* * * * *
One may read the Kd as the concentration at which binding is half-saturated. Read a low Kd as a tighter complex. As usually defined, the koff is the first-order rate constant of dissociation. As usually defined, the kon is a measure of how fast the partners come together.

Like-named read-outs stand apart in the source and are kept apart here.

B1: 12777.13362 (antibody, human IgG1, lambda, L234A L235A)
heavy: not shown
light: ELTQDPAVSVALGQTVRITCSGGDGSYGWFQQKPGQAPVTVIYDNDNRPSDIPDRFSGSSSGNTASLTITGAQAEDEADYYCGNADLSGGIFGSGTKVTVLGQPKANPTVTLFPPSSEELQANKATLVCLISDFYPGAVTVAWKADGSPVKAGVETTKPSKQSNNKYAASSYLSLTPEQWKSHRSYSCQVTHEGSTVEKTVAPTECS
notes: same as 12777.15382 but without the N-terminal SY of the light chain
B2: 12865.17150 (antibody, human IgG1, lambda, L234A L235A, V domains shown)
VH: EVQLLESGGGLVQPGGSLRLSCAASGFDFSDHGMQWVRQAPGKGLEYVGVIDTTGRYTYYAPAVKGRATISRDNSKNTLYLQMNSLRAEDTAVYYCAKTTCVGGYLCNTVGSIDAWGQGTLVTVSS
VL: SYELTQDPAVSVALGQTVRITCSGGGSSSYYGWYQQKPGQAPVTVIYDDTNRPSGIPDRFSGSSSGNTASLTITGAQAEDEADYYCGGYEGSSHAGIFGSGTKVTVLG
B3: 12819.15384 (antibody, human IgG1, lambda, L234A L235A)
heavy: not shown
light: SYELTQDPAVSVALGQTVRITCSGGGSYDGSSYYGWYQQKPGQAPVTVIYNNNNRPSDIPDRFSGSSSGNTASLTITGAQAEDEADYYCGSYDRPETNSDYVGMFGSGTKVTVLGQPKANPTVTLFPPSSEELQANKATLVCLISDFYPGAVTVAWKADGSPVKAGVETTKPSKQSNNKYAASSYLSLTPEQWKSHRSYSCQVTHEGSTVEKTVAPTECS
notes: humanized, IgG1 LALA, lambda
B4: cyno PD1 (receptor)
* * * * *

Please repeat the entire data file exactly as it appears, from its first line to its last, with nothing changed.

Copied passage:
One may read the Kd as the concentration at which binding is half-saturated. Read a low Kd as a tighter complex. As usually defined, the koff is the first-order rate constant of dissociation. As usually defined, the kon is a measure of how fast the partners come together.

Like-named read-outs stand apart in the source and are kept apart here.

B1: 12777.13362 (antibody, human IgG1, lambda, L234A L235A)
heavy: not shown
light: ELTQDPAVSVALGQTVRITCSGGDGSYGWFQQKPGQAPVTVIYDNDNRPSDIPDRFSGSSSGNTASLTITGAQAEDEADYYCGNADLSGGIFGSGTKVTVLGQPKANPTVTLFPPSSEELQANKATLVCLISDFYPGAVTVAWKADGSPVKAGVETTKPSKQSNNKYAASSYLSLTPEQWKSHRSYSCQVTHEGSTVEKTVAPTECS
notes: same as 12777.15382 but without the N-terminal SY of the light chain
B2: 12865.17150 (antibody, human IgG1, lambda, L234A L235A, V domains shown)
VH: EVQLLESGGGLVQPGGSLRLSCAASGFDFSDHGMQWVRQAPGKGLEYVGVIDTTGRYTYYAPAVKGRATISRDNSKNTLYLQMNSLRAEDTAVYYCAKTTCVGGYLCNTVGSIDAWGQGTLVTVSS
VL: SYELTQDPAVSVALGQTVRITCSGGGSSSYYGWYQQKPGQAPVTVIYDDTNRPSGIPDRFSGSSSGNTASLTITGAQAEDEADYYCGGYEGSSHAGIFGSGTKVTVLG
B3: 12819.15384 (antibody, human IgG1, lambda, L234A L235A)
heavy: not shown
light: SYELTQDPAVSVALGQTVRITCSGGGSYDGSSYYGWYQQKPGQAPVTVIYNNNNRPSDIPDRFSGSSSGNTASLTITGAQAEDEADYYCGSYDRPETNSDYVGMFGSGTKVTVLGQPKANPTVTLFPPSSEELQANKATLVCLISDFYPGAVTVAWKADGSPVKAGVETTKPSKQSNNKYAASSYLSLTPEQWKSHRSYSCQVTHEGSTVEKTVAPTECS
notes: humanized, IgG1 LALA, lambda
B4: cyno PD1 (receptor)